First Nations Governments
From BC Guide to Watershed Law & Planning
Europeans first arrived in British Columbia in the 1770s. At that time the aboriginal inhabitants of British Columbia, now called Indians or First Nations People or Natives, were organized various communities throughout the province. Each community had its own rules and laws, and its own government.
With the establishment of colonies, and later the province of British Columbia, most of these First Nations communities came under intense pressures.
- Diseases brought by the settler populations decimated their numbers;
- Settlers and prospectors occupied large chunks of First Nations territory;
- Missionaries and government sought to induce them to abandon their cultures, going so far as to seize First Nations children and put them into residential schools;
- The colonial and then federal governments unilaterally imposed new rules on First Nations governments – replacing their traditional government with appointed, and later elected, band councils and restricting First Nations territory to small reservations;
- The federal government passed laws banning the potlatch (a key feature of coastal First Nations culture) and fundraising to complain about the removal of First Nations lands.
The federal and provincial governments, for many years, viewed First Nations as wards of the state, incapable of making their own decisions and needing to be looked after. While there is increasing recognition that First Nations governments should have broader powers and more self-control, there is still significant disagreement over what this new form of First Nations government should look like.
The Indian Act
Under the Constitution Act, 1867, the federal government has powers over “Indians and Indian Lands”. To this end, the federal government has set up a department exercise these powers. The Indian and Northern Affairs Canada (INAC) is responsible for the administration of land and resources on reserves.
The main piece of federal legislation governing First Nations is the Indian Act. An earlier version of this Act replaced the traditional First Nations governments with government structures that the Canadian government was more familiar with and could work with more easily. The current version of the Indian Act continues to set out what First Nations government must look like. (This is not to say that all First Nations peoples have accepted this model).
Under the Indian Act:
- A community of “Indians” living on a reservation are known as a band and are governed by a Chief and Council.
- In most communities the Chief and Council function very much like the mayor and council of a *Under the Indian Act, a Band Council only has certain powers which can only be exercised over the reserve and Band members.
See the page on the Indian Act for more information on the powers of the Band Council.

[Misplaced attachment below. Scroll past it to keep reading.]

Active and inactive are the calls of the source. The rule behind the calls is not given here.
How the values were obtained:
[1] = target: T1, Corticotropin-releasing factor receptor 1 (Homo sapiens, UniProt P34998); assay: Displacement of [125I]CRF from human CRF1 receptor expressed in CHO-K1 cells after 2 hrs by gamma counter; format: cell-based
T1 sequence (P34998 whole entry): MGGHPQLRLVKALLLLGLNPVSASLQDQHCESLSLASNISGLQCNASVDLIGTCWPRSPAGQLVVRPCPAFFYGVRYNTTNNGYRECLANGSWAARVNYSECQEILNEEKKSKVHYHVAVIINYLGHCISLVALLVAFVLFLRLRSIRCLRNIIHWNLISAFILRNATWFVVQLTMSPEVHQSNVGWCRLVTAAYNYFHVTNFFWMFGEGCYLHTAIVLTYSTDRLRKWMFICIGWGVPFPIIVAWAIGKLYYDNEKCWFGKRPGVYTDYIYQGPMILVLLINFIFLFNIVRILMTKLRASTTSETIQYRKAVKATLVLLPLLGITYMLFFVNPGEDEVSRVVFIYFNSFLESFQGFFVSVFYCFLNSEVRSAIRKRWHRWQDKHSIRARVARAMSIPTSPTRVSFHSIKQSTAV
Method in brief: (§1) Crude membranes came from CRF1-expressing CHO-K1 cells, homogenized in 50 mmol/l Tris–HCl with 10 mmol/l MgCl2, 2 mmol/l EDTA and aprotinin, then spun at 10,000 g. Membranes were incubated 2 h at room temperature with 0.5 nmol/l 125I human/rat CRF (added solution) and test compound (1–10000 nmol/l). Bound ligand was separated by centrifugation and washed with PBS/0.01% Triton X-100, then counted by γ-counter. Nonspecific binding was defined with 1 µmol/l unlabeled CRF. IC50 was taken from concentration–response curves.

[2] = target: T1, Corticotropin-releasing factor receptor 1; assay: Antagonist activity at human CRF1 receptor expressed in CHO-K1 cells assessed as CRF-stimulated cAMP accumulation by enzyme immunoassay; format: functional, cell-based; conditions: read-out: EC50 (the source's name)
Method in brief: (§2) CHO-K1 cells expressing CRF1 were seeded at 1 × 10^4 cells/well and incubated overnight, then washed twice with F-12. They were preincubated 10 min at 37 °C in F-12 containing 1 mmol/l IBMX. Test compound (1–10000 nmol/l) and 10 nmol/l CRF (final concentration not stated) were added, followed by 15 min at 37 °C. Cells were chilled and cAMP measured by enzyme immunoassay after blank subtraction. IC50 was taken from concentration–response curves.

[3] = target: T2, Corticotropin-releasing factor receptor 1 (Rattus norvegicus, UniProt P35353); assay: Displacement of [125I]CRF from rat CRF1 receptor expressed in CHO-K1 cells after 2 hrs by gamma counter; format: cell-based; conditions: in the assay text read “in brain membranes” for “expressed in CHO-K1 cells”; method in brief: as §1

Some B.C. Indian Bands (West Bank, Musqueam, Lheit Lit’en (Fort George), Nauatqua (Anderson Lake), and Squamish First Nations) have broader powers to create land use plans and by-laws under the First Nations Land Management Act. There are also a small number of special acts changing the powers of other First Nations governments. These include a number of Final Agreement Acts signed as a result of modern treaties and the Sechelt Indian Band Self-Government Act.
Self-Government and Rights
The Indian Act is a grant of powers from the federal government to a band council. However, First Nations Governments existed long before the Indian Act and there is increasing recognition that traditional rights of governance. First Nations Councils are increasingly simply asserting their right to self-government, passing laws and electing governments without following the requirements of the Indian Act. In some cases the Canadian courts are recognizing that First Nations self-government does exist in Canadian law.
In addition, the Canadian courts have recognized that First Nations may have aboriginal title and/or other rights over areas in their traditional territory (not just reserve lands). These traditional rights include some rights to control what decisions are made about those lands and rights, and may (the courts haven’t said yet) include the right to create laws about the use of lands with aboriginal title.
First Nations have a right to be consulted (in a meaningful way) about government or industry proposals that may affect their claims of aboriginal title. In addition the provincial and federal governments are trying to negotiate modern treaties that will define the rights and title that First Nations possess. Since Band Councils usually speak for the First Nation, this gives Band Councils responsibilities not reflected in the Indian Act.
Related Guide Pages:
For More Information about First Nations Government:
- “First Nations Communities in B.C.”] from B.C. Government’s Ministry of Aboriginal Relations and Reconciliation
- Union of B.C. Indian Chiefs Website
- Northern and Indian Affairs Canada Website
- “An Historical Look at Canada & B.C.’s Relationship With First Nations”, a brief summary of historical events related to First Nations in British Columbia as presented by the Cariboo Tribal Council.